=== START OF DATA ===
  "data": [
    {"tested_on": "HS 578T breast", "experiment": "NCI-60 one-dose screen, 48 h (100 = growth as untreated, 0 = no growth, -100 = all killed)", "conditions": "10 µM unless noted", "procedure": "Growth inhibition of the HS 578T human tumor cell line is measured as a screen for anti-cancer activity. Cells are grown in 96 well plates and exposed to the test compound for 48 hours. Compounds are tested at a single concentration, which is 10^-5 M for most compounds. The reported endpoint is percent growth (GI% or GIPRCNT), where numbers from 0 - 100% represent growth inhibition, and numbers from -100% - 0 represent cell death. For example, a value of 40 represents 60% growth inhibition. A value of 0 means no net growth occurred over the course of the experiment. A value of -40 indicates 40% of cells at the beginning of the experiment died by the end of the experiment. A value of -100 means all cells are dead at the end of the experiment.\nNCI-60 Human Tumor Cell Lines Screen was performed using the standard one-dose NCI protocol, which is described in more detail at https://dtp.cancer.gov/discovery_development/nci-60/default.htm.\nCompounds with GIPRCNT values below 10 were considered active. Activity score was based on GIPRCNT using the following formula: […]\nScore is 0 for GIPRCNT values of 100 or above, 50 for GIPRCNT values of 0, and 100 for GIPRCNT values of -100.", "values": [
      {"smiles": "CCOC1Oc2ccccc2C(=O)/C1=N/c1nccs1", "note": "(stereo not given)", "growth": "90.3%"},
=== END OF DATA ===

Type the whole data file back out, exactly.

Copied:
  "data": [
    {"tested_on": "HS 578T breast", "experiment": "NCI-60 one-dose screen, 48 h (100 = growth as untreated, 0 = no growth, -100 = all killed)", "conditions": "10 µM unless noted", "procedure": "Growth inhibition of the HS 578T human tumor cell line is measured as a screen for anti-cancer activity. Cells are grown in 96 well plates and exposed to the test compound for 48 hours. Compounds are tested at a single concentration, which is 10^-5 M for most compounds. The reported endpoint is percent growth (GI% or GIPRCNT), where numbers from 0 - 100% represent growth inhibition, and numbers from -100% - 0 represent cell death. For example, a value of 40 represents 60% growth inhibition. A value of 0 means no net growth occurred over the course of the experiment. A value of -40 indicates 40% of cells at the beginning of the experiment died by the end of the experiment. A value of -100 means all cells are dead at the end of the experiment.\nNCI-60 Human Tumor Cell Lines Screen was performed using the standard one-dose NCI protocol, which is described in more detail at https://dtp.cancer.gov/discovery_development/nci-60/default.htm.\nCompounds with GIPRCNT values below 10 were considered active. Activity score was based on GIPRCNT using the following formula: […]\nScore is 0 for GIPRCNT values of 100 or above, 50 for GIPRCNT values of 0, and 100 for GIPRCNT values of -100.", "values": [
      {"smiles": "CCOC1Oc2ccccc2C(=O)/C1=N/c1nccs1", "note": "(stereo not given)", "growth": "90.3%"},